Fr. John Cox: Is There a Future for Conciliar Orthodoxy after Ukraine?

The ecclesial crisis roiling the Orthodox world in the wake of the Ecumenical Patriarchate’s (EP) declaration of Ukrainian autocephaly shows no signs of dissipating in the near future. Hopes that it may do so in the longer term are, perhaps, optimistic.

Among supporters of the EP the expectation is that time is on their side and all, or most, of the Orthodox churches will eventually accept Constantinople’s decisions.

Those unfavorably disposed to the EP’s actions in Ukraine and/or its increasingly haughty rhetoric also believe that time is on their side and that things will eventually return to normal if recognition of the new Ukrainian church is withheld and the rhetoric ignored.

This is, I believe, mistaken. Even if the situation in Ukraine somehow took a dramatic turn in favor of the Moscow Patriarchate (MP) it seems unlikely that things would, or could, simply return to the status quo prior to Ukrainian autocephaly.

The Orthodox world has turned a corner. Or, rather, the Ecumenical Patriarchate has and now we have to decide what that is going to mean for the future of the Orthodox Church as a whole.

The EP makes no secret of the fact that it was bitterly disappointed by the failure of 4 local churches to attend the 2016 Council in Crete. Patriarch Bartholomew’s letter to Patriarch John X of Antioch, denying his request for a pan-Orthodox meeting to resolve the Ukrainian crisis, reflects a hopeless perspective on the possibilities of Orthodox conciliar action. A hopelessness based on the failure of Crete to materialize as a historic, unifying event for Orthodoxy in the 21st century, and the crowning achievement of His All-Holiness Bartholomew’s lengthy reign as Ecumenical Patriarch.

It is supremely ironic that while Crete achieved nothing of significance as a council and was destined for the footnotes of history, it may yet attain great historic significance as a catalyst for the changing shape of Orthodox ecclesiology. If the recent actions of the EP are any indication, the bishops of Constantinople see the failure of Crete as the failure of the process it embodied; evidence that, as things stand, the Orthodox churches are not able to realize a functioning conciliarity on the global level; and proof of the need for a stronger, more assertive, primacy.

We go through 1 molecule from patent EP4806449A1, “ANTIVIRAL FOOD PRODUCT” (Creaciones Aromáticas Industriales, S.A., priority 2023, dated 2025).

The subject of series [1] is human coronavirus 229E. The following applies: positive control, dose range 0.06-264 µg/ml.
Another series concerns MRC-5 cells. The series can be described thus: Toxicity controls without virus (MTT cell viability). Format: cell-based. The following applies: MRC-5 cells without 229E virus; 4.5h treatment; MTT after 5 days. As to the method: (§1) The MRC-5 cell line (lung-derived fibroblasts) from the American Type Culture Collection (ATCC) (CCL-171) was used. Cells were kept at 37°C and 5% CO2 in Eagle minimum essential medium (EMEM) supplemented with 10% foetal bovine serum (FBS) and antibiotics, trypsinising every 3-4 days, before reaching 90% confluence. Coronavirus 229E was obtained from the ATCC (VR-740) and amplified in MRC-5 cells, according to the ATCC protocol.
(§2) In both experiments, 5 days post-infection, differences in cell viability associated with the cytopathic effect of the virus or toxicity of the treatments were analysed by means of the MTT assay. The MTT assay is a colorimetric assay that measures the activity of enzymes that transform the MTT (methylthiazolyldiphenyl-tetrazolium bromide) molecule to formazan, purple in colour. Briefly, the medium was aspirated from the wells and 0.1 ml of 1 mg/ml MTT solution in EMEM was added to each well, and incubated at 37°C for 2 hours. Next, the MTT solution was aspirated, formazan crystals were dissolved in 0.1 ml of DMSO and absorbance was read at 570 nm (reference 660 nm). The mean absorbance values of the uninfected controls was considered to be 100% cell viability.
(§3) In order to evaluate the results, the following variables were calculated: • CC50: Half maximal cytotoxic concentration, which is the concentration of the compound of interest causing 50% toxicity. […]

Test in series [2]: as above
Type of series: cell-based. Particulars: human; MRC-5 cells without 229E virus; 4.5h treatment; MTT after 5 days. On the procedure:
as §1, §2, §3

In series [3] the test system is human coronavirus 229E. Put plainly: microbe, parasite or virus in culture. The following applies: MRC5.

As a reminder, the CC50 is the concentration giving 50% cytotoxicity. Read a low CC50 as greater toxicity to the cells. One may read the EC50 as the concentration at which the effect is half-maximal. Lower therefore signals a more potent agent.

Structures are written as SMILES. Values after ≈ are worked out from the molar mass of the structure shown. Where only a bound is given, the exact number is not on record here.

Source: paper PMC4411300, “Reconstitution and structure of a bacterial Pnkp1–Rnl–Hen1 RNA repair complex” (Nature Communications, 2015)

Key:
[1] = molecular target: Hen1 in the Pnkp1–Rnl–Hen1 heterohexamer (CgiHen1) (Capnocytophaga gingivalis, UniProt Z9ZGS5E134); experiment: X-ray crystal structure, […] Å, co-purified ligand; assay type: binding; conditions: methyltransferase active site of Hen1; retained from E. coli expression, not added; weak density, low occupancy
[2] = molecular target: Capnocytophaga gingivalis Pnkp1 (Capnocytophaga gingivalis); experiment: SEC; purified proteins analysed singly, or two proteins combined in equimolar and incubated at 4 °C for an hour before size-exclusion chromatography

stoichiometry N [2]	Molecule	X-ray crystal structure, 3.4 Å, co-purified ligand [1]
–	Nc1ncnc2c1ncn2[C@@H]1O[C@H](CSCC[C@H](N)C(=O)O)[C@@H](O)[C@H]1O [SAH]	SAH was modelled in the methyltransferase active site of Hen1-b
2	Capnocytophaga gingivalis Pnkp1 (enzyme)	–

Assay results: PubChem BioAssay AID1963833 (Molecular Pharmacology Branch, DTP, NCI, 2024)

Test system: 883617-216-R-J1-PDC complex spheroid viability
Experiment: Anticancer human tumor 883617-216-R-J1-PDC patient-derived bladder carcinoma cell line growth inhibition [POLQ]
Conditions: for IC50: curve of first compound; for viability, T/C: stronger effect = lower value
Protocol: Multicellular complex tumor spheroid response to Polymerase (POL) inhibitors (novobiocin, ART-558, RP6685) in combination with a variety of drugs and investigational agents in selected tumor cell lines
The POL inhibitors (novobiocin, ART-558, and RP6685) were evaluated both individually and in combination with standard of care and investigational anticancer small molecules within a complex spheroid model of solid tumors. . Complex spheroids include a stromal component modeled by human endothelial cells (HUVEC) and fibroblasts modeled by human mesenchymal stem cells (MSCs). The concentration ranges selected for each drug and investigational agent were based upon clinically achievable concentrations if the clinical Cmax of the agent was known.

On the question of primacy, Orthodox Synaxis has documented extensively the rather marked change in both the tone and content of the EPs rhetoric concerning its canonical prerogatives and general standing among, or more accurately above, the other autocephalous churches. Much of this rhetoric has appeared within the last year, precipitated by the build up to and fallout from the declaration of Ukrainian autocephaly.

It would be a mistake, however, to think that the arguments the EP is making on its own behalf depend on the success of its Ukrainian satellite. These claims to unique spiritual experience and canonical authority over the other churches are being grounded in the very soil of the Church: history, theology, and canon law.